There are many factors of defining a country as a world power. These factors include the economic, military, diplomatic, and cultural strength, as well as the impact that the country has on the world at an international level. World War I shifted the balance of power, as it altered these factors for many nations. Some nations, such as Germany, weren’t as powerful due to the restrictions on their armed forces, and the economic problems caused by inflation. On the other hand, the United States came to be considered a world power after WWI, particularly due to its economic and military strength, as well as its profound impact on the world.

     Before WWI, the US army was not overly powerful, relative to the other European powers. However, upon entering the war, the size of the army climbed to above four million. The American soldiers provided the support that the Allies needed, and helped turn the tide of the war at the Second Battle of Marne. Additionally, new battleships from the U.S. Navy helped guard convoys bringing supplies to the soldiers. These two examples show how WWI resulted in a dramatic increase in the military power of the U.S. The new U.S. military also matched up well against other European powers, which is another sign of becoming a world power. For example, Japan’s success in the Russo-Japanese war caused Japan to become viewed as a world power.

     Directly after WWI, the U.S. economy also contributed to its status as a world power. During the war, industry greatly rose, and new technologies were introduced to increase production. Overall, the wealth of the public improved, and less people were without jobs. Additionally, during the relatively long period of time in which the U.S. was physically uninvolved in the war, huge amounts of money were made by selling war supplies to other countries (, 1). These benefits from WWI made the U.S. economy very strong at the immediate end of WWI, adding more evidence that supported a view of the United States as a world power.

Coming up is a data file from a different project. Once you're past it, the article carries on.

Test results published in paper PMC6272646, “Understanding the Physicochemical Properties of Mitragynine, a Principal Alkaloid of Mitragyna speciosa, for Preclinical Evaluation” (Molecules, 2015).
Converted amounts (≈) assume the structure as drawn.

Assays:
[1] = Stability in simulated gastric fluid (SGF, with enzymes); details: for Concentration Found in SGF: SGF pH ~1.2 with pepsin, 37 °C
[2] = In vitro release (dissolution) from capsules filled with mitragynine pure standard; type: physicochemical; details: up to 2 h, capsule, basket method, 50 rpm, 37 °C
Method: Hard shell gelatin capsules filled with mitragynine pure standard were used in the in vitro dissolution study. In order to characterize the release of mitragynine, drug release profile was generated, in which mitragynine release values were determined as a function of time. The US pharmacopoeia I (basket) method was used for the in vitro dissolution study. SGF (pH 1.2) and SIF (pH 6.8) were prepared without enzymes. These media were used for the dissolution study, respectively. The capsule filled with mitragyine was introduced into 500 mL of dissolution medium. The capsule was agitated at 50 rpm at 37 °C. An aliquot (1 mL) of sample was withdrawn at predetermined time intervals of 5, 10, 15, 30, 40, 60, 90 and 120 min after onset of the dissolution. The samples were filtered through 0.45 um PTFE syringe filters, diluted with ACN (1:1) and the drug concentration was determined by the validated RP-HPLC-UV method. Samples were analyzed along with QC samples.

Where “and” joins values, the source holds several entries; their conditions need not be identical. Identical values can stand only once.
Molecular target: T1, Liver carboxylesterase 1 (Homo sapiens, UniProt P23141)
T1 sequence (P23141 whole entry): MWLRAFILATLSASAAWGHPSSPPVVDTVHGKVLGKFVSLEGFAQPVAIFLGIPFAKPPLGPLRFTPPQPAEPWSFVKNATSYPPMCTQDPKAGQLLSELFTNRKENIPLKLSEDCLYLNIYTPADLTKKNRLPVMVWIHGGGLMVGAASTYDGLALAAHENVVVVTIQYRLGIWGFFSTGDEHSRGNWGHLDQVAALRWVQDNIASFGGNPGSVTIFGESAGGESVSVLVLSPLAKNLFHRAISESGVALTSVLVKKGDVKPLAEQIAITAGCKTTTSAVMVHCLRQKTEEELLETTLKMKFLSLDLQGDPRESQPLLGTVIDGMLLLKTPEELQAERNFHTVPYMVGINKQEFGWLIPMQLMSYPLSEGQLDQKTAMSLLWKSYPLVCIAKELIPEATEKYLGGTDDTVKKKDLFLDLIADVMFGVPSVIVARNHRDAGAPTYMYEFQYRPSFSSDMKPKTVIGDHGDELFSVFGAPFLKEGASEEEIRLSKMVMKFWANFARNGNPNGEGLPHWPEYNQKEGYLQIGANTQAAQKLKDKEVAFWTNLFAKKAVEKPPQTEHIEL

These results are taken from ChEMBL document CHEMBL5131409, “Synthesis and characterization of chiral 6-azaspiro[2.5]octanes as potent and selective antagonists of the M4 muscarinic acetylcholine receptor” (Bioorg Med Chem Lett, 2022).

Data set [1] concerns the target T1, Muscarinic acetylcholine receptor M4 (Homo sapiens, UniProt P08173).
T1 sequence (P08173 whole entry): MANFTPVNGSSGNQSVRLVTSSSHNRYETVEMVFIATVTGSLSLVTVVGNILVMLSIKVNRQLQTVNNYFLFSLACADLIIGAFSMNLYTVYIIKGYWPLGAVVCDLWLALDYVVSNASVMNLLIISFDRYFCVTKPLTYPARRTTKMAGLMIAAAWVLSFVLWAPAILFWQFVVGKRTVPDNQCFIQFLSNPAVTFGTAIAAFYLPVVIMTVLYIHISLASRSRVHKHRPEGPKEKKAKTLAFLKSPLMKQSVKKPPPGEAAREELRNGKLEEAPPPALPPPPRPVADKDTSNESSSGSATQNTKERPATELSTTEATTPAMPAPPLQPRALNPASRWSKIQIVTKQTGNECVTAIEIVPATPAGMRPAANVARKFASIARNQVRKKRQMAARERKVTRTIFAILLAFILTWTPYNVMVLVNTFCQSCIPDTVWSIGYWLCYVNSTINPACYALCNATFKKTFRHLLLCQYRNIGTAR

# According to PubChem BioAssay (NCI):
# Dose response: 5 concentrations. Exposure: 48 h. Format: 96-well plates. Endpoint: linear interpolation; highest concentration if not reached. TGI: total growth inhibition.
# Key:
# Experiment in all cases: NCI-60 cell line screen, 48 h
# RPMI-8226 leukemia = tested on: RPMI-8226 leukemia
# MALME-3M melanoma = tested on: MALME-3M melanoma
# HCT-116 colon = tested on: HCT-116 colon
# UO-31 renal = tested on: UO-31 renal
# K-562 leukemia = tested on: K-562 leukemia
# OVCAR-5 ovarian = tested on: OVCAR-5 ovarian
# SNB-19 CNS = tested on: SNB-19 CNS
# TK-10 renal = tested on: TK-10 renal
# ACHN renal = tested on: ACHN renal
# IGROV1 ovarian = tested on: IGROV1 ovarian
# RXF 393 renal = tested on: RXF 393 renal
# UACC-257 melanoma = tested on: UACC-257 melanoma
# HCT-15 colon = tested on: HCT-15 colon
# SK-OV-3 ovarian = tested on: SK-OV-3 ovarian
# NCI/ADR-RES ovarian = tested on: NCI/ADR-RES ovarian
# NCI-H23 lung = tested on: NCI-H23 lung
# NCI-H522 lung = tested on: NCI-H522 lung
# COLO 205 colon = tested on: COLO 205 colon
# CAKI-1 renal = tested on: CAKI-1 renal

One of the most important defining aspects of a world power is their effect on the world. Undoubtedly, the U.S. showed that they have a significant impact on world events with their actions during WWI. In addition to that, the U.S. had begun to have a significant international influence even before WWI, with their new expansionist policy, and the Monroe Doctrine with the Roosevelt Corollary. Their influence reached Cuba, with the Platt Amendment to the Cuban constitution (, 1). Furthermore, the U.S. intervened with their military in the Dominican Republic, Haiti and Nicaragua (, 1).

     The influence of the U.S. included more than just their policy of intervention in Latin America. Roosevelt played the role of peacemaker in the Russo-Japanese war, and also helped solve the First Moroccan Crisis between the French and the Germans (, 1). These examples show that by the time WWI ended, the U.S. was a significant country on an international level.

     In the years leading up to WWI, and especially during WWI, the U.S. grew in military and economic might. The international influence of the U.S. also grew considerably during this period, overall making the U.S. a world power. The role of the U.S. as a world power, then and now, is very important, as it has a large effect on the world as a whole. With the power, the U.S. assumed the responsibility to protect and intervene in global issues. This has caused the U.S. to affect the outcome of many major world events, changing the course of history. In addition, the power of the U.S. has led, to a certain extent, worldwide cultural assimilation. This is expressed as American fast food restaurants and stores worldwide, as well as the spread of the “more is better” ideology. This cultural assimilation creates problems in our world today, from millions of would-be drivers in China to terrorists fighting the spread of Western culture. 

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